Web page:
With that in mind, the United States, unlike any other country where the game thrives, surely has the landmass and the diversity to embrace two leagues, which brings me back to my original teaser: ‘The American soccer season kicked in March. Or did it?’
Of course it did, in the 19 cities that have embraced Major League Soccer. Games in Philadelphia, Vancouver, Houston, Dallas, Seattle, Los Angeles, Portland and San Jose attracted a total of 20,000 fans, who are testament to that.
But there are soccer fans in other cities, who may have watched the MLS Kickoff with eager anticipation, but who waited an extra few weeks for their backyard to open up and bring them live in-person action in April. They can cheer or jeer at the TV, but nothing compares to the experience of arriving at the ground, watching the players emerge from the tunnel and living every tackle, every shot at goal and every scoring celebration of your team.
So in Atlanta, Carolina, Edmonton, Fort Lauderdale, Minnesota, San Antonio and Tampa – and soon in New York, Indianapolis, Ottawa, Puerto Rico and Virginia – the soccer season truly kicked off only when the teams of the North American Soccer League took to the field – in April.
That poses the question: is the United States unique to the point where two league structures can exist side by side? Perhaps a comparison, in keeping with the English theme here, might be the Premier League and Championship operating in tandem with no promotion or relegation in place. Certainly the NASL seems to believe so and is adamant that fans in its markets will loyally follow the likes of the Silverbacks, Scorpions and Strikers for their soccer fix. The closest MLS offering to fans living in a NASL market this spring season is several hours’ drive away.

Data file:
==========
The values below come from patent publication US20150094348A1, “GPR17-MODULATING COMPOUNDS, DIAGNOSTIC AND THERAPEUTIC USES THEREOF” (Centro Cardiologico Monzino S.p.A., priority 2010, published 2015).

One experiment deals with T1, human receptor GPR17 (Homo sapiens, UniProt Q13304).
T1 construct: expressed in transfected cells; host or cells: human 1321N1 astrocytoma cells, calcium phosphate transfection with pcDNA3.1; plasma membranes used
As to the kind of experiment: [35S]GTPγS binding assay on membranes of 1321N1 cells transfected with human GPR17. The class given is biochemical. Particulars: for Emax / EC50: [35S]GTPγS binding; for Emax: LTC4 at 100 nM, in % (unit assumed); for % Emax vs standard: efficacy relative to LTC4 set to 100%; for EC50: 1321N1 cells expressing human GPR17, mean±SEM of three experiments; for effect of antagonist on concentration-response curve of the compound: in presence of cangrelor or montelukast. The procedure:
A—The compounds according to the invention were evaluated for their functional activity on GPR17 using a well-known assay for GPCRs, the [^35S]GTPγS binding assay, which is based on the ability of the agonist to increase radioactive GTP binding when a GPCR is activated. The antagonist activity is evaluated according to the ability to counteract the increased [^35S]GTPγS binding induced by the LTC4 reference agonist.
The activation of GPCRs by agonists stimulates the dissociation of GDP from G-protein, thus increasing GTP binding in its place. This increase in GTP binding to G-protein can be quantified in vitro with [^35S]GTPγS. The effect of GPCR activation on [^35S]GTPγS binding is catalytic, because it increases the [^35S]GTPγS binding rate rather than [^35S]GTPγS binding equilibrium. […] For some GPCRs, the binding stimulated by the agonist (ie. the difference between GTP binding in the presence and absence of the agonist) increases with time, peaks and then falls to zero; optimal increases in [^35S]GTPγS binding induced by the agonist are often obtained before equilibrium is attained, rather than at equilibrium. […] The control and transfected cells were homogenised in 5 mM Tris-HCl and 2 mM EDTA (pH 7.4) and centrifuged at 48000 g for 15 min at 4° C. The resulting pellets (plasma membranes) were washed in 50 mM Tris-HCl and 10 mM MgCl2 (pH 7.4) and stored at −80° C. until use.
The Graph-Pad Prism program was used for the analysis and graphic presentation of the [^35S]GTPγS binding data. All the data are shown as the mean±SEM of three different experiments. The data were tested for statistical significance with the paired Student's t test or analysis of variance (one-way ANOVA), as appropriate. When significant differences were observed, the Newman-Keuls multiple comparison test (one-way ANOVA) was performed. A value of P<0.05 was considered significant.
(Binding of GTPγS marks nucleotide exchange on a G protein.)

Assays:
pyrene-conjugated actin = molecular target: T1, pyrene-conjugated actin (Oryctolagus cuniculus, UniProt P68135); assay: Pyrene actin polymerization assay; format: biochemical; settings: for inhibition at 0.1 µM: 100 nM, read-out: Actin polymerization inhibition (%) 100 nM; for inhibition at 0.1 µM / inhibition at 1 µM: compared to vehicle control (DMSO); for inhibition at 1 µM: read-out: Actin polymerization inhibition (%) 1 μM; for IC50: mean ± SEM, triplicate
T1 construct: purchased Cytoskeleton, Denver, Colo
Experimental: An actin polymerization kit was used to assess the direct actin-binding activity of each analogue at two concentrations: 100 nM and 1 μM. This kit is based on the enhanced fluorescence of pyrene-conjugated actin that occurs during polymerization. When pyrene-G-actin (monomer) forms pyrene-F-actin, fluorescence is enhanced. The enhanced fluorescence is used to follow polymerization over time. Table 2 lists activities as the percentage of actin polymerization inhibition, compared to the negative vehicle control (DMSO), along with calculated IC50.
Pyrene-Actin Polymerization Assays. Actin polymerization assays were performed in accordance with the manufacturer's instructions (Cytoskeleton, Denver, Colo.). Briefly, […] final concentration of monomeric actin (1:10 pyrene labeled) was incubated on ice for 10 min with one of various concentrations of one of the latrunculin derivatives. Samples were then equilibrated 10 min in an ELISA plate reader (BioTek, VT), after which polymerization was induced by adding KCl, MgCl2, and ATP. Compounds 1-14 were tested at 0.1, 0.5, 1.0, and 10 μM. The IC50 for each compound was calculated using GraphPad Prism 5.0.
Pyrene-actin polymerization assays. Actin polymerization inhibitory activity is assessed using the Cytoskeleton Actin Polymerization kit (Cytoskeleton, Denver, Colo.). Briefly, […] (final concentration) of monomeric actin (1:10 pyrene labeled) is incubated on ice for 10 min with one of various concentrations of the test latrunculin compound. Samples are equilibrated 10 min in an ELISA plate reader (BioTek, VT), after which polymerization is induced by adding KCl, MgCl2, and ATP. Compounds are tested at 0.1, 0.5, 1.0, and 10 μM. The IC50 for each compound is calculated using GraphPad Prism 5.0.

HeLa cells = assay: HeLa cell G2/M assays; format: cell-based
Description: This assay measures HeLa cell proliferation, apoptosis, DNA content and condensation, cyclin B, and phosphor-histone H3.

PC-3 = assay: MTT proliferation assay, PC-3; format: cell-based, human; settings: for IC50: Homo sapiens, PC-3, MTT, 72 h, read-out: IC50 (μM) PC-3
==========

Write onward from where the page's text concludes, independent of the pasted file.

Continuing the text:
So logically, NASL fans will care about their team, their league and will venture off their sofa to watch their team in their town.
There is no escaping the reality that a marquee NASL player might wish to parade his talents in the MLS in future seasons, but by the same token, the stars of MLS – among them Howard, Dempsey, Shea and Adu – have eagerly sought a career in Europe as the next step along the path to soccer success.
In the other football, the upstart American Football League forged ahead in non-National Football League markets before its success and share of certain markets prompted a merger that set the foundation for today’s 32-team configuration. The United States Football League operated in tandem with the NFL in the 1980s and might have established a sustainable alternative football structure had it not gone head to head with the NFL.
So what does the future hold for the teams, cities and fans of football in the United States? Will their seasons continue to kick off at multiple times during the sporting calendar? Is there scope for two leagues operating independently to thrive and meet the demand of soccer fans throughout the nation?
The beauty is, there is no clear answer, only opinion and a feast of food for thought. Eat well soccer fans, whether your main course was served back in August, in March, or was put on the table in April, or if you are fasting three out of every four years.